12. On the basis of TOR issued by the MoEF the project proponent started preparation of comprehensive Environmental Impact Assessment. A draft comprehensive report of Environmental Impact Assessment was submitted by Consultants to the Project Proponent on 25th May, 2013. In furtherance thereof a public hearing was conducted on 29th June, 2013. A final Environmental Impact Assessment (EIA) report was submitted to Expert Appraisal Committee for securing Environmental Clearance. It is the case of Applicants/Appellants that individuals and organizations filed objections to lacuna in Environmental Impact Assessment Report, raising doubt about the viability of the project. Such objections were sent to the Expert Appraisal Committee by Email. Finally, Expert Appraisal Committee considered the Environmental Impact Assessment report in its 120th meeting held on 19th – 21st September, 2013 and 128th meeting on 20th – 23rd November, 2013. In the said meeting Expert Appraisal Committee recommended the project for Environmental Clearance. The clearance was then granted by Ministry of Environment and Forests for Stage I of the Vizhinjam Project, vide its letter dated 3rd January, 2014.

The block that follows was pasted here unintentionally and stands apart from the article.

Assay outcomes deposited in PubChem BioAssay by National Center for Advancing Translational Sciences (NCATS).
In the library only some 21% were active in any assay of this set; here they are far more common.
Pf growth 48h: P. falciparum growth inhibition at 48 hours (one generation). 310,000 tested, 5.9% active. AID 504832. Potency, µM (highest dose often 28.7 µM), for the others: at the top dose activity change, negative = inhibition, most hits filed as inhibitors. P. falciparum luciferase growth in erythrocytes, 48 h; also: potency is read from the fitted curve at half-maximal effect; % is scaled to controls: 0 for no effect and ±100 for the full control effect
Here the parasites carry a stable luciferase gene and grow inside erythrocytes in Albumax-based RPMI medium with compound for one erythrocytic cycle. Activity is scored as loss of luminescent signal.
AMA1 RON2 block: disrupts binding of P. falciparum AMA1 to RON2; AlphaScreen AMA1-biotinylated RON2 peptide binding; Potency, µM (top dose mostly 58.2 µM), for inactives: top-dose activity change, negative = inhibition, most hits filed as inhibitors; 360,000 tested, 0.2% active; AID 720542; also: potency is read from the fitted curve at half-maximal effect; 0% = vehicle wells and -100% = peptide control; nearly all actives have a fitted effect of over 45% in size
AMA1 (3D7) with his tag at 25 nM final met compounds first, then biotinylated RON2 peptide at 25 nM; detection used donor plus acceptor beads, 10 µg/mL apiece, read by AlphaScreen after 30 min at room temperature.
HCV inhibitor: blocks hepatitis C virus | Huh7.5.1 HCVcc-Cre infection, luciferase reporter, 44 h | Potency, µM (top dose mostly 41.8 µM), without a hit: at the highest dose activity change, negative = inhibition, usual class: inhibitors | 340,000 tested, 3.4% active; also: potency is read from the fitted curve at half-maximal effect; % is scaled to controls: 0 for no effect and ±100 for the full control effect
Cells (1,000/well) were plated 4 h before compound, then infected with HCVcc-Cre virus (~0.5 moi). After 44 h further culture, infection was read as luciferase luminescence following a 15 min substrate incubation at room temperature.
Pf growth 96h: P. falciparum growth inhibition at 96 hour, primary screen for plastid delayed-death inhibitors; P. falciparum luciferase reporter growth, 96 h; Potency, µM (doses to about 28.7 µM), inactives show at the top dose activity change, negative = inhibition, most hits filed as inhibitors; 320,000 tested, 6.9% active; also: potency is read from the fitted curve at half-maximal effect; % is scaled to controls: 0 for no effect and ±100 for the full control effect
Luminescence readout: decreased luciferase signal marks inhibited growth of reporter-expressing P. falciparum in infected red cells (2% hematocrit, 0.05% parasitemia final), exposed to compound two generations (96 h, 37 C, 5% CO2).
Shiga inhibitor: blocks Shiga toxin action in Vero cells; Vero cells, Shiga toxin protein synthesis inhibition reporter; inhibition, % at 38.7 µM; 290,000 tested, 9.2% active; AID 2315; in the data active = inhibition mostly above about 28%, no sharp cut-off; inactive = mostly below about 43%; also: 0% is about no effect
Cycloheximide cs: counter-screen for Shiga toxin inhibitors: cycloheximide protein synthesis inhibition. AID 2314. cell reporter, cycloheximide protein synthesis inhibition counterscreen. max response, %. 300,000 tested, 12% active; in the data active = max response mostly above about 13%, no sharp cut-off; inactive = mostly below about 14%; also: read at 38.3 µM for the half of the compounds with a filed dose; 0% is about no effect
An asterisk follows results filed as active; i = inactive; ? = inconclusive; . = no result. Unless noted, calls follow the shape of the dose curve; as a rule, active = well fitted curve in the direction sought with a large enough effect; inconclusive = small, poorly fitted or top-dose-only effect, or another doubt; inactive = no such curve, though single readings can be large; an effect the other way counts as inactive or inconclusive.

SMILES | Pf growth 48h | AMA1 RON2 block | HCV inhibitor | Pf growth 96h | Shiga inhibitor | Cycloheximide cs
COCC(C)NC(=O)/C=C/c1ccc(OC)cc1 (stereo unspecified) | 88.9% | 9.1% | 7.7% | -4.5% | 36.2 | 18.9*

13. The National Coastal Zone Management Authority (NCZMA) had recommended, in its 21st meeting and 22nd meeting held on 19th April, 2011 and 13th May, 2011 respectively, that the Ministry of Environment and Forests may not look to encourage the reclassification of CRZ areas, which were approved in September, 1996, as they were in danger of regularization of violations through such reclassifications, hence, the CZMP as approved in 1996 may be frozen and the coastal States should initiate the exercise of preparation of CZMP as per the Coastal Regulation Zone Notification, 2011. It may also be mentioned here that the said sea port is also proposed as an all weather multi purpose deepwater green field port. The project also involved ancillary activities such as container yard, cargo handling yard, Navigational aids, weigh bridges and various other facilities. The project is envisaged in three phases and the present approval has been granted for phase one.